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Chris Davies: VAT and the RDR

Recent Tisa presentations on VAT and adviser charging clarified one thing; there is still plenty of obfuscation and differing views in the market as to how the implementation of VAT will play out.

Yet the HMRC guidance simply states that nothing has changed, the law is the law and any consideration (fee) should be justified and assessed as intermediation or not. If not then it is VAT-able.

Let’s clarify the facts:

1.   The guidance must clearly reflect the legislation and legal precedents applying.

2.   An adviser acts as agent to the client and must act in the clients best interest. This then complies in full with the law of agency.

3.   Any guidance must be practical and be subject to a clear test.

4.   The VAT treatment of supply must be determined up front before work is engaged on.

Advice process:

We then need to apply the 6 advisory steps, which see the advice process in action:

1.   Fact finding: Gathering customer information

2.   Research: Suitability of investment options

3.   Report: Financial plan including financial health checks and forecasts

4.   Recommendation: Specific products and prices

5.   Intermediation: Act as agent for the customer with product providers

6.   Reviews: Customer agreed on-going service.

We then apply the ‘intermediation gateway’, which highlights where or if any intention to purchase a product is made throughout the 6-step process. If intention to purchase is evidenced, then even if the customer does not go ahead and purchase there is no VAT applicable. Thus step 5 above will always be VAT free, but stages 1-4 are VAT-able if there is no intent to purchase products from the intermediary.

What determines step 6’s inclusion to non VAT-able status is again the intent to purchase or not.

When is the exempt supply closed?

1.   Advice permission only used: e.g. If a financial plan is purchased then there is VAT applicable

2.   Intermediation cannot be completed: e.g. If a Discretionary fund manager service is outsourced, this is a service that is not exempt and thus intermediation is broken.

Put simply the VAT stress test should be the answer to the question; what have I done for the client to earn consideration/payment?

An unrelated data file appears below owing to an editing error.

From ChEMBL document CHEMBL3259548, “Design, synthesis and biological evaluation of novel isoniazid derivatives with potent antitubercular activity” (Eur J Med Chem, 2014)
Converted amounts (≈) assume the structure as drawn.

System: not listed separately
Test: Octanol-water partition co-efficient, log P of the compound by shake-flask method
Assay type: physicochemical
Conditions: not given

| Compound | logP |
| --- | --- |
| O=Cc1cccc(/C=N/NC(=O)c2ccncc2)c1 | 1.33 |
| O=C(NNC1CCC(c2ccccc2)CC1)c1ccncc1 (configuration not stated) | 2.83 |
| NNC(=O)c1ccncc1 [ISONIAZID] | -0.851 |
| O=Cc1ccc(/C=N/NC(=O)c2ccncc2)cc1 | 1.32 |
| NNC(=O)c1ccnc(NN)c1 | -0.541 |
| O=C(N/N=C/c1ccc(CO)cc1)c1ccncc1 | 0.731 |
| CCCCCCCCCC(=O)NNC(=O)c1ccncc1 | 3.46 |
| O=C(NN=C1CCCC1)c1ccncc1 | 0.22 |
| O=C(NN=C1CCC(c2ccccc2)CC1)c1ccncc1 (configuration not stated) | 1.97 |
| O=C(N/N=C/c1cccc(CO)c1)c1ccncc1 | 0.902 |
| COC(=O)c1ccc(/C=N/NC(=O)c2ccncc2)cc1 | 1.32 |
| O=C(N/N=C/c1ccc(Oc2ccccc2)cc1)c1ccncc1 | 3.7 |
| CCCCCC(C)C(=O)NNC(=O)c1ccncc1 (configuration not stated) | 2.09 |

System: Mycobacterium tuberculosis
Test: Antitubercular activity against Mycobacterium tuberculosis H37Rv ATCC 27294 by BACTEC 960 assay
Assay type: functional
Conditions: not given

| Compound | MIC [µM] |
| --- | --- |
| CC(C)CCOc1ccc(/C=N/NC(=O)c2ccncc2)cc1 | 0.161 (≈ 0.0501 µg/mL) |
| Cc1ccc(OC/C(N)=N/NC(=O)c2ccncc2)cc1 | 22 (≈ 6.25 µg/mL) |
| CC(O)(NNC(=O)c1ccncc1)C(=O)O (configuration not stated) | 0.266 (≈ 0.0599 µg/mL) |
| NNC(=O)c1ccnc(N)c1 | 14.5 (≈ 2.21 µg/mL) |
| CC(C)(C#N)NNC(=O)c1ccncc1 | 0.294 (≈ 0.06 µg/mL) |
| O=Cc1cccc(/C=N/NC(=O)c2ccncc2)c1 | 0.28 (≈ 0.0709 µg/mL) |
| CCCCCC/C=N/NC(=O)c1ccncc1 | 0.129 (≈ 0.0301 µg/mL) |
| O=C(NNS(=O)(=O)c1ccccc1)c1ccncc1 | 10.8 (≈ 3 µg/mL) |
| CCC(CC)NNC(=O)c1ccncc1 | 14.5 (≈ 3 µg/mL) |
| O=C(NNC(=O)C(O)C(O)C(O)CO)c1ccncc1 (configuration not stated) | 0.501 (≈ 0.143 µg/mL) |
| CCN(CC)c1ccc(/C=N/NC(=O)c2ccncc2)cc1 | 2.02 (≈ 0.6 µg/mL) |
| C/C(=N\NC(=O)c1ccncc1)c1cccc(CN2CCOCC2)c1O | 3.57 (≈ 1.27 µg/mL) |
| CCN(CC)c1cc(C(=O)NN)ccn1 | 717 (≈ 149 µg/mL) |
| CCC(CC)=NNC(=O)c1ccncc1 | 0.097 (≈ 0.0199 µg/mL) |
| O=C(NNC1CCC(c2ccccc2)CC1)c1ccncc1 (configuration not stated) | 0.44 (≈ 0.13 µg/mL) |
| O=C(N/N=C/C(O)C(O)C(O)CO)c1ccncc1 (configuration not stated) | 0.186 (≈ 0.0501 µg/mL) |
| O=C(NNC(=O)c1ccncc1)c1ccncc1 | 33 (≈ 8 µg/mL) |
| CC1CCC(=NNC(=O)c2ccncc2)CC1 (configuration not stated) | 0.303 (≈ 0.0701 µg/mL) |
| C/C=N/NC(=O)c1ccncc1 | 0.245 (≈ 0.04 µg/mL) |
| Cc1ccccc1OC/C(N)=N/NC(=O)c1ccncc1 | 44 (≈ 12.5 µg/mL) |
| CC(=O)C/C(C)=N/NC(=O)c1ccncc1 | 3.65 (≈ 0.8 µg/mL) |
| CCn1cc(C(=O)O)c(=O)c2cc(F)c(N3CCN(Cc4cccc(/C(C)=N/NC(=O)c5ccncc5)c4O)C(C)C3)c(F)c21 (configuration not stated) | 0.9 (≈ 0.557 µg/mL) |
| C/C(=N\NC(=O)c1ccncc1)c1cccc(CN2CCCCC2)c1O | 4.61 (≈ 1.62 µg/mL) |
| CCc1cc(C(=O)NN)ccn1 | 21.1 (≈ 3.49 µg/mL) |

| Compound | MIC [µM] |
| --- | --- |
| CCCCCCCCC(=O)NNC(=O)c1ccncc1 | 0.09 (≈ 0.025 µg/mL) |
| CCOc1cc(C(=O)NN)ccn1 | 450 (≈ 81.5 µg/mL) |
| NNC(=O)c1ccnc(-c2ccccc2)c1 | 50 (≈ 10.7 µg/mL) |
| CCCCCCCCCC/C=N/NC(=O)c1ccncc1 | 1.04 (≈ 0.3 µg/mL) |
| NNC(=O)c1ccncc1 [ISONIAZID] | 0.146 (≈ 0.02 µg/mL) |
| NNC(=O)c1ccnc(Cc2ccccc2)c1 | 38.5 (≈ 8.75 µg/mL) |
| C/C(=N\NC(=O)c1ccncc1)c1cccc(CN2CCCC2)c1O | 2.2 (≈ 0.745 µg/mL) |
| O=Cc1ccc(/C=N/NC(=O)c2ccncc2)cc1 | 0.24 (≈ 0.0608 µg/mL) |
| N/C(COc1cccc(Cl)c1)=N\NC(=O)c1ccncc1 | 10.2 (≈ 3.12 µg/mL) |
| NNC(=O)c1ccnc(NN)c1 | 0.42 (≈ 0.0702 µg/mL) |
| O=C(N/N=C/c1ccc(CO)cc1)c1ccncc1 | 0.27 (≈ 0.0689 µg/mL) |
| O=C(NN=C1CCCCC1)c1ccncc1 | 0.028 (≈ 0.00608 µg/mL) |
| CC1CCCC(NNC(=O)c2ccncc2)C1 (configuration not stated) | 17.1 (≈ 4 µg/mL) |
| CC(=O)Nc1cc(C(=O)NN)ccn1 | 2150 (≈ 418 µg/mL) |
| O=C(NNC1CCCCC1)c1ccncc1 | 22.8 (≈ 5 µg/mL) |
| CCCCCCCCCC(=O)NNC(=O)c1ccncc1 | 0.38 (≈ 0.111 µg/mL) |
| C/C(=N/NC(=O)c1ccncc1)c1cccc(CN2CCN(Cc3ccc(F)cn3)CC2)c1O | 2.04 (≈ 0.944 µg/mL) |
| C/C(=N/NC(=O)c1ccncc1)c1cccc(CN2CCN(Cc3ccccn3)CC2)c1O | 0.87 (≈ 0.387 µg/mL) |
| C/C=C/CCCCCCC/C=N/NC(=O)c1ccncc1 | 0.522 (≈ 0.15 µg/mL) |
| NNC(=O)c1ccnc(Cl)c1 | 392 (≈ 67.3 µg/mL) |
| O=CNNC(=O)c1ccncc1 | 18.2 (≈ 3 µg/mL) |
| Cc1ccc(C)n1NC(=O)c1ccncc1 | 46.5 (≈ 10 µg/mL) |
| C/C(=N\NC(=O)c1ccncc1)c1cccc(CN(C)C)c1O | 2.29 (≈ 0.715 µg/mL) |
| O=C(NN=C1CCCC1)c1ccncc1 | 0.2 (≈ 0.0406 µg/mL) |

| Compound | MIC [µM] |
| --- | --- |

Product Providers:

A brief overview on the product in this process is needed to ensure ‘unintended’ consequences of this guidance are addressed.

1.   Product providers will only have to gain involvement if they facilitate adviser charging across the product boundary. i.e. direct fees are not their responsibility.

2.   AC is between the client and adviser; consultancy charging is between the employer and the adviser firm.

3.   A new terms of business is required to facilitate charging. This needs to include the charge amount limits and times for payment.

4.   Providers do not need to know about AC/CC outside the product.

5.   Advisers not product providers to keep VAT records.

6.   Products that cannot facilitate AC or CC will have to be withdrawn

7.   FSA Cooling of requirements are such that this may be paid net or gross. Gross means a delay in AC deduction until after cooling off or reclaim paid AC from the adviser. Net is simply a refund of the customer investment. Importantly they adviser client agreements to cover terms on refunds. The caveat here is to remember this is the client money not the advisory firms.

Engage’s view on this is AC facilitation is going to be difficult to implement, particularly when you consider the tax implications on crossing pension, Isa product boundaries for example. The answer: unbundled fee based advice only. To charge the client directly and this is where we see the need for soft skills to ensure the value of advice is understood and retained by the customer.

Finally the impact of the Deutsche Bank Discretionary Investment Management   case is yet to be felt with the ruling expected later this year. The issue here is the fact that again nothing has changed. The customer receives a single indivisible supply. A ‘split’ fee does thus not impact them, as the predominant element is the management function. This means it’s VAT-able.

In summary, the key point here is terminology, the EU refers to portfolio management, which is the same as a ‘special investment fund’, which is not exempted. A review of terminology used will certainly clear a lot of misconception and facilitate an ‘unbundled’ transparent strategy for VAT and AC going forward.

Chris Davies is director of Engage Partnership


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There are 13 comments at the moment, we would love to hear your opinion too.

  1. Where an adviser recommends an exempt product, e.g pension, ISA but the investment within the product is managed by a DFM, e.g. a model portfolio, is the IFA providing a service which is part exempt and part subject to VAT, and if so how would the charge be split?

  2. My head hurts.

    Roll on retirement.